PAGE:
A Tale of 2 Jurisdictions: California Voters Can Decide Marriage Law, But D.C. Cannot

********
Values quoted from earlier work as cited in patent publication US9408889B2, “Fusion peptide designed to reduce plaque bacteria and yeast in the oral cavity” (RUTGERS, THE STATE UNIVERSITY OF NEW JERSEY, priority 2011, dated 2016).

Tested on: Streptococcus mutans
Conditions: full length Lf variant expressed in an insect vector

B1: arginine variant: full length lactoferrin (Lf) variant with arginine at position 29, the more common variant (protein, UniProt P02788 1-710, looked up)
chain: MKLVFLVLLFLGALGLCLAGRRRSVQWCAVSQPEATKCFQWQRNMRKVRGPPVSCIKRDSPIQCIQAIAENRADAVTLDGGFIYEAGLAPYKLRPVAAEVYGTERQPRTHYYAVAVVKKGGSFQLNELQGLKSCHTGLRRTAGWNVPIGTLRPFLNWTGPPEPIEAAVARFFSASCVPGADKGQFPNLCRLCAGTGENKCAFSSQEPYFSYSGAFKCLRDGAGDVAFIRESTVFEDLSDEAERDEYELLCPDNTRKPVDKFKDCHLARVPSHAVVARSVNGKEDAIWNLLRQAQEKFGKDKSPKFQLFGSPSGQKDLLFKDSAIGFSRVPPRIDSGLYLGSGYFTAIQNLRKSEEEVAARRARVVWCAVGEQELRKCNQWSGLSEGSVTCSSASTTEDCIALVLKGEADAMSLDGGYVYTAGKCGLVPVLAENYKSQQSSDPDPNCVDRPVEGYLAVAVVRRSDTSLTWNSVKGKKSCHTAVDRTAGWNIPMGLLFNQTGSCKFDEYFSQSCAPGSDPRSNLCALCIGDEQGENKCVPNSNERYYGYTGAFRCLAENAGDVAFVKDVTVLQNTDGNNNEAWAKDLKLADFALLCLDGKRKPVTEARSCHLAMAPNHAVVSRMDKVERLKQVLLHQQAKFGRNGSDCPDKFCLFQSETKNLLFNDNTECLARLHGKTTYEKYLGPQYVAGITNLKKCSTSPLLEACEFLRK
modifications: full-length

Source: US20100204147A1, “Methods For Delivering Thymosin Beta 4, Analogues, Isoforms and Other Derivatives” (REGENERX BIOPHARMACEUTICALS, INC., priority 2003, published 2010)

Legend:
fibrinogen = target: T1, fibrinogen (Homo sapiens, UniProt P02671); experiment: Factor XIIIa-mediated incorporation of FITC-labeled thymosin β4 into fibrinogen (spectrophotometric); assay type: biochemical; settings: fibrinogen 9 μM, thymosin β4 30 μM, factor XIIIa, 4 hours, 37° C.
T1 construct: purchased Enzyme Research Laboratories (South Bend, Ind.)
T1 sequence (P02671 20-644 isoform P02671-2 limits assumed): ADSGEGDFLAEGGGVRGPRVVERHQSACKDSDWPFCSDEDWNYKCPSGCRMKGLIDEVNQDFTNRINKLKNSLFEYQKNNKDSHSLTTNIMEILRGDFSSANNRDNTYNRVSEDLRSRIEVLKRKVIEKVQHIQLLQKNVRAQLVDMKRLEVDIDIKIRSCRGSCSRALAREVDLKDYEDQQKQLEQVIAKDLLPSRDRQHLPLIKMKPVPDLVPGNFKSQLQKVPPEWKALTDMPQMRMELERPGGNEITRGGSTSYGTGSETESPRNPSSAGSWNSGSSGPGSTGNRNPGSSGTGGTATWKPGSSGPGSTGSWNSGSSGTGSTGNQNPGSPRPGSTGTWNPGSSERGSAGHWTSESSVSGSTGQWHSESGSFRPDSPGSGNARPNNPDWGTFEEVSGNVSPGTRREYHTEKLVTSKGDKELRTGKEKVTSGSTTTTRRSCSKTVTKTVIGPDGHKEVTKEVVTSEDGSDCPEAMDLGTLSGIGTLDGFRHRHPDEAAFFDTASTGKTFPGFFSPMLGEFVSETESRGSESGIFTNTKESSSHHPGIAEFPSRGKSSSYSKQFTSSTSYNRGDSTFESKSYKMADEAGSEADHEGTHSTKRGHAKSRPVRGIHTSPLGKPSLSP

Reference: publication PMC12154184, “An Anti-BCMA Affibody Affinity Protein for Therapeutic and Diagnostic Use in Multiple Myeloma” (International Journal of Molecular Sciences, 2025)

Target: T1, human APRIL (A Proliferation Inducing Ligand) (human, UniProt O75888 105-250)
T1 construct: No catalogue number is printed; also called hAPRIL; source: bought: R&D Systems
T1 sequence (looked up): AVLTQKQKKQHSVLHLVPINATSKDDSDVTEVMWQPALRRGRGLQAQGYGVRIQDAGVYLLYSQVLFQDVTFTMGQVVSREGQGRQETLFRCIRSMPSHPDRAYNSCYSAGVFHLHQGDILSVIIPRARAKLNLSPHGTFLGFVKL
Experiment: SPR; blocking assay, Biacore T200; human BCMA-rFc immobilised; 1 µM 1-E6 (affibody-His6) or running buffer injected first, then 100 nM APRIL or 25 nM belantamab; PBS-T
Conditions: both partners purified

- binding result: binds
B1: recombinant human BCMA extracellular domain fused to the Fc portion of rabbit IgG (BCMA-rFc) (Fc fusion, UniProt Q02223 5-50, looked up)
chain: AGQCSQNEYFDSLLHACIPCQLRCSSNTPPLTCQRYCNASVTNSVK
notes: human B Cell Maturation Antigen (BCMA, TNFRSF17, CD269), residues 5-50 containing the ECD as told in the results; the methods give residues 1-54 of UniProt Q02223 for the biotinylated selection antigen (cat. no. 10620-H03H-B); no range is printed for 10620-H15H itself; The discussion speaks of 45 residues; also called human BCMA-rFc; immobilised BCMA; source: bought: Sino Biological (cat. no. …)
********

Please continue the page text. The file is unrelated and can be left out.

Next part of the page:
While the District of Columbia just decided that allowing the people to vote, via ballot initiative, on same-sex marriage would violate the city’s Human Rights Act — because popular vote should not decide civil rights — the State of California finds itself fielding five just-approved ballot measures to reverse Proposition 8, the ballot measure that last year let voters strip away marriage rights in the state. (To be clear, activists say there will only be a signature drive for Love Honor Cherish’s ballot initiative.) If there’s ever been a more clear reason why federal marriage rights are necessary, it is this situation: Some Americans can have their neighbors vote on their marriage, while others cannot.